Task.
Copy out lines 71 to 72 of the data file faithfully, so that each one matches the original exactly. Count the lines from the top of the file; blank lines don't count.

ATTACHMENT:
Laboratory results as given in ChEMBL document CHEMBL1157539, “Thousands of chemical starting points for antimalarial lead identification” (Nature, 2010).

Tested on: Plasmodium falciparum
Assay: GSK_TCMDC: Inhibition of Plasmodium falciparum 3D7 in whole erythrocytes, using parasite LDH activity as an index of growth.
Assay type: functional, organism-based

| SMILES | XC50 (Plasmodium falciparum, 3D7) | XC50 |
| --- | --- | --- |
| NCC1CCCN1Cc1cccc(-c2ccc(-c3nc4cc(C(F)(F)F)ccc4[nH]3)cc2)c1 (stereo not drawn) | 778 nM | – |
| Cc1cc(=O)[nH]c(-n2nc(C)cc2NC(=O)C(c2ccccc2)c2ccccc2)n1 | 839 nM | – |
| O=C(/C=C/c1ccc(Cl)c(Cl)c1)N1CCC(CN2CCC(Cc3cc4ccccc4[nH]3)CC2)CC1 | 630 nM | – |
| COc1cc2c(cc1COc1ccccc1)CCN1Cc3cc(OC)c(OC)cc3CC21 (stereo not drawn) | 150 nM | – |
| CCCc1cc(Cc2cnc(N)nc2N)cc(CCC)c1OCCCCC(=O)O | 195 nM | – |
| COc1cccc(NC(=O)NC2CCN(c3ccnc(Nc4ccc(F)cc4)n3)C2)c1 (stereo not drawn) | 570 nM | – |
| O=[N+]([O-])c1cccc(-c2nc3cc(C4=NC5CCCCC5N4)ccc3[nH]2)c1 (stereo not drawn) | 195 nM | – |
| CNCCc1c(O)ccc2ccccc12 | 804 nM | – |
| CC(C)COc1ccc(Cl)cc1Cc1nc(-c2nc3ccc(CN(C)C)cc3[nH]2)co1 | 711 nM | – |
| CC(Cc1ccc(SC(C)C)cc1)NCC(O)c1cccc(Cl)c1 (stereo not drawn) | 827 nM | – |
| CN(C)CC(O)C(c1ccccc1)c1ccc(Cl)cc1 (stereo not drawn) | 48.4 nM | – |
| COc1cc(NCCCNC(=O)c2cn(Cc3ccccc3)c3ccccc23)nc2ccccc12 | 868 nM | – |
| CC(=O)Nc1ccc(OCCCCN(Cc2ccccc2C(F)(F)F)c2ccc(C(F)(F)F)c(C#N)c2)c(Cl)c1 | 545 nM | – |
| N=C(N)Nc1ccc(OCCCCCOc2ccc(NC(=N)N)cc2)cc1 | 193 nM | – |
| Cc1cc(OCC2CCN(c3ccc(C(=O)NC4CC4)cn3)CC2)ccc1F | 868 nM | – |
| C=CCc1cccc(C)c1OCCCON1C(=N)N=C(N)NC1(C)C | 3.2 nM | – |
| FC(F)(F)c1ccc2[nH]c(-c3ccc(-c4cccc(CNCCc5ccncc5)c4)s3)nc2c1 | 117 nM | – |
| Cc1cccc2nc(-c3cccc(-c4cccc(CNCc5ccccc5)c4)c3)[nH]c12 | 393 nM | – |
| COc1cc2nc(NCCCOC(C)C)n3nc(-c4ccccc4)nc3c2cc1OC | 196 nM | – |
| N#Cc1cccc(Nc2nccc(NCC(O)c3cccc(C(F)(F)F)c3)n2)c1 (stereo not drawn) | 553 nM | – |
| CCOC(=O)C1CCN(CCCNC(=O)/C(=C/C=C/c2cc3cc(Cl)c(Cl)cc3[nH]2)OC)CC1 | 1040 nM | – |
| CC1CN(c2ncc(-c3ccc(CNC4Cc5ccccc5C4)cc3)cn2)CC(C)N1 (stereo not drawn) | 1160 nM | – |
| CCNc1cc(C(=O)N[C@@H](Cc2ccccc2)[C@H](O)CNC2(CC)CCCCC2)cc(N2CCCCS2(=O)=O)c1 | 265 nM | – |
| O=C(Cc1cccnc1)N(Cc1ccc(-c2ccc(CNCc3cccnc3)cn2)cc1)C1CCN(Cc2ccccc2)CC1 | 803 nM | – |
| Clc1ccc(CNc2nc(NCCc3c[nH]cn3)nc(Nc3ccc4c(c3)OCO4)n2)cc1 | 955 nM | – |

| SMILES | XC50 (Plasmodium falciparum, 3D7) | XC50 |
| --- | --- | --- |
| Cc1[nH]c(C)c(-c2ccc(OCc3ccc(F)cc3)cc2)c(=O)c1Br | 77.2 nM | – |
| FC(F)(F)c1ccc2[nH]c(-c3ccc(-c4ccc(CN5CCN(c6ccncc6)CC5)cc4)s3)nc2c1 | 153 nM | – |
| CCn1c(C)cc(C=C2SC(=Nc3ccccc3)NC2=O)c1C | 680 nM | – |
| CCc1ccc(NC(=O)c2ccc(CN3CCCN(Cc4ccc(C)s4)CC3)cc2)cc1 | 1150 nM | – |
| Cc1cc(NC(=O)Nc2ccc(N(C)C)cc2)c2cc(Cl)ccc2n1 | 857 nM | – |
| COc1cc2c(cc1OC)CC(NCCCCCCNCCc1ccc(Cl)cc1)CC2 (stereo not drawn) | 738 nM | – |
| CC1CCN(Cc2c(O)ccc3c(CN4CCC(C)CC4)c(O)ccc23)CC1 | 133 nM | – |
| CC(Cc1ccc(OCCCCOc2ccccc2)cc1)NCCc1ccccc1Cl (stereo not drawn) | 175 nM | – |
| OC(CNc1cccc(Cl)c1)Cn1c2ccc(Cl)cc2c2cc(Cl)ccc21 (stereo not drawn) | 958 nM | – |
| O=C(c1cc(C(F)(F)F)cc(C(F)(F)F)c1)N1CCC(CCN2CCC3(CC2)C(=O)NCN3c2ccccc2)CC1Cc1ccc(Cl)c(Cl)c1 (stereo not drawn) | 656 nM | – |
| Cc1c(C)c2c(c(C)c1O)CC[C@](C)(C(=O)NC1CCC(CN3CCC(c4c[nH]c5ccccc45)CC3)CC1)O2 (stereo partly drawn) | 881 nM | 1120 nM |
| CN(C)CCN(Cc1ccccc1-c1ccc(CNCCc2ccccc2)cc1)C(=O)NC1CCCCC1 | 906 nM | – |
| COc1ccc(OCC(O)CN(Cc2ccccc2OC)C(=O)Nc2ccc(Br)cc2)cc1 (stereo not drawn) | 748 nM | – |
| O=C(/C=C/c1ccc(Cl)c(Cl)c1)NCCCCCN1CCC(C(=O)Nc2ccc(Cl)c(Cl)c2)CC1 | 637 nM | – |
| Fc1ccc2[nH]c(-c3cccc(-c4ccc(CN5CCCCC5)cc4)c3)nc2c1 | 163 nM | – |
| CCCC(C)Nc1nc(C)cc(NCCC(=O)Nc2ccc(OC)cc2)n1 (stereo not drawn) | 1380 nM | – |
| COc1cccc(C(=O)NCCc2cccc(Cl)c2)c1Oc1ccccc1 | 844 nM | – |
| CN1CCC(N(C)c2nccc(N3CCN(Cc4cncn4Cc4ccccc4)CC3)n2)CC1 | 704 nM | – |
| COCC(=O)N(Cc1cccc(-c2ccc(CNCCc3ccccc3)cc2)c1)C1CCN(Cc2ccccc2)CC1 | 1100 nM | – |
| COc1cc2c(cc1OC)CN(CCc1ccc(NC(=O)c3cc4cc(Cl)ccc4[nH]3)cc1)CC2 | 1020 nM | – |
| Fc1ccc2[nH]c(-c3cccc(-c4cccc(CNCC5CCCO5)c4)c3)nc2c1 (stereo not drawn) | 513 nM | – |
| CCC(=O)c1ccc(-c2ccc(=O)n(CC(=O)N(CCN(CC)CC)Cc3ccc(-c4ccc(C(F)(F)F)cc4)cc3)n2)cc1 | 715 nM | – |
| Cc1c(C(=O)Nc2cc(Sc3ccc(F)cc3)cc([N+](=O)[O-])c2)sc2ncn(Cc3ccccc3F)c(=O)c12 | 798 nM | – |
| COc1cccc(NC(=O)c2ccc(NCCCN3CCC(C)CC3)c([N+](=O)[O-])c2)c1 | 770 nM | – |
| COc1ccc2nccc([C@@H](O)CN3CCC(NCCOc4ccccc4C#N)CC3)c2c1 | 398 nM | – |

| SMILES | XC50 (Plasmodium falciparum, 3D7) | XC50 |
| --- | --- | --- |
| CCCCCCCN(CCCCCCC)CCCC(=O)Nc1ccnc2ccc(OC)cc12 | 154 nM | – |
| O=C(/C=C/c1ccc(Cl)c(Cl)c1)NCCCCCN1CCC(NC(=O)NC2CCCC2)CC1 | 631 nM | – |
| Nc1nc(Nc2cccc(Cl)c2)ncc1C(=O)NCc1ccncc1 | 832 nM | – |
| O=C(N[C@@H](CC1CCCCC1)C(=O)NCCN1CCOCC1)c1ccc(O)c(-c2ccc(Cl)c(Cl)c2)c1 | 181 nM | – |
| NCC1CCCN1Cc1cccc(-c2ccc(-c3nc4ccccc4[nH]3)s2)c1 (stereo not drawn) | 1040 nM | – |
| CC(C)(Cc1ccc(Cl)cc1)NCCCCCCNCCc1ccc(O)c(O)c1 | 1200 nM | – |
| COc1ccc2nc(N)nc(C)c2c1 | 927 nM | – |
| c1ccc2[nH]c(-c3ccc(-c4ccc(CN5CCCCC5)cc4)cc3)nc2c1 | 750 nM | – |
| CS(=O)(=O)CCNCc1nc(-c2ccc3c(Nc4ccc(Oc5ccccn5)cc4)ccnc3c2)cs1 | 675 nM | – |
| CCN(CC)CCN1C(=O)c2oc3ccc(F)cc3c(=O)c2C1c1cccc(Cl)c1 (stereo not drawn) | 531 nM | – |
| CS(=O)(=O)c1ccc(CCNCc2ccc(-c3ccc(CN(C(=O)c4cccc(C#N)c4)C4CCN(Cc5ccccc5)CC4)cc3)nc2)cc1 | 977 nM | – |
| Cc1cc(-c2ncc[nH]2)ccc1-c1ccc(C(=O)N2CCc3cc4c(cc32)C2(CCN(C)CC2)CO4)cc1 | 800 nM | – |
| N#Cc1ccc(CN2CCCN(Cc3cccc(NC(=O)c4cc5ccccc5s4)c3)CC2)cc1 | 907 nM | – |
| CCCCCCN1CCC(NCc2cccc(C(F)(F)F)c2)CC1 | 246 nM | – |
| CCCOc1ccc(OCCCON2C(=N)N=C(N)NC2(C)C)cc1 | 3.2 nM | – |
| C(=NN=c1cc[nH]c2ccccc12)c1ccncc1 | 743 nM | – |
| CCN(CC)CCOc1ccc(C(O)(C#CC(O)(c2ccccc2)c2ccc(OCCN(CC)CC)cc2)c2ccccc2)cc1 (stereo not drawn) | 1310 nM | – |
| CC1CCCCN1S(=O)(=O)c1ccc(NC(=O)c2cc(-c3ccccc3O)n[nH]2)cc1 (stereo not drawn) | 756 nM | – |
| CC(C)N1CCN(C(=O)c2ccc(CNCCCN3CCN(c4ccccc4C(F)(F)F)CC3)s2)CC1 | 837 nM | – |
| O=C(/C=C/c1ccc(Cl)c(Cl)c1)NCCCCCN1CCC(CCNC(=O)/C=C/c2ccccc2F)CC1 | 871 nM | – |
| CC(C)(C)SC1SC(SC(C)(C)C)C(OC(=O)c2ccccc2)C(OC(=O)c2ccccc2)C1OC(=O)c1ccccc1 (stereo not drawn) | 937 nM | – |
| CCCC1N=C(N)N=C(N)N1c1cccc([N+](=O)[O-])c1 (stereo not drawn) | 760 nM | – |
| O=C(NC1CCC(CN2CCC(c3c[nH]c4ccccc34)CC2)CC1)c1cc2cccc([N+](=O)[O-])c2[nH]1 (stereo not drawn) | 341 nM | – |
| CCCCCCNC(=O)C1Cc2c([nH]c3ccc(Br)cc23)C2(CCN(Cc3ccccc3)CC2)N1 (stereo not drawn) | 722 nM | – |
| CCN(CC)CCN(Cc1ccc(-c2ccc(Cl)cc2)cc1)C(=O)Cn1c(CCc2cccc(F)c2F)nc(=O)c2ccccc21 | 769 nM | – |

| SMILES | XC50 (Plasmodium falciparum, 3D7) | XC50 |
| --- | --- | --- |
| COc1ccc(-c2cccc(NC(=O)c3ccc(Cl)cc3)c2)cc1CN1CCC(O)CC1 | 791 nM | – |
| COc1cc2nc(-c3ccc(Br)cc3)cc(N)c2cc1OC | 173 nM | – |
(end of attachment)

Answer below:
| CS(=O)(=O)c1ccc(CCNCc2ccc(-c3ccc(CN(C(=O)c4cccc(C#N)c4)C4CCN(Cc5ccccc5)CC4)cc3)nc2)cc1 | 977 nM | – |
| Cc1cc(-c2ncc[nH]2)ccc1-c1ccc(C(=O)N2CCc3cc4c(cc32)C2(CCN(C)CC2)CO4)cc1 | 800 nM | – |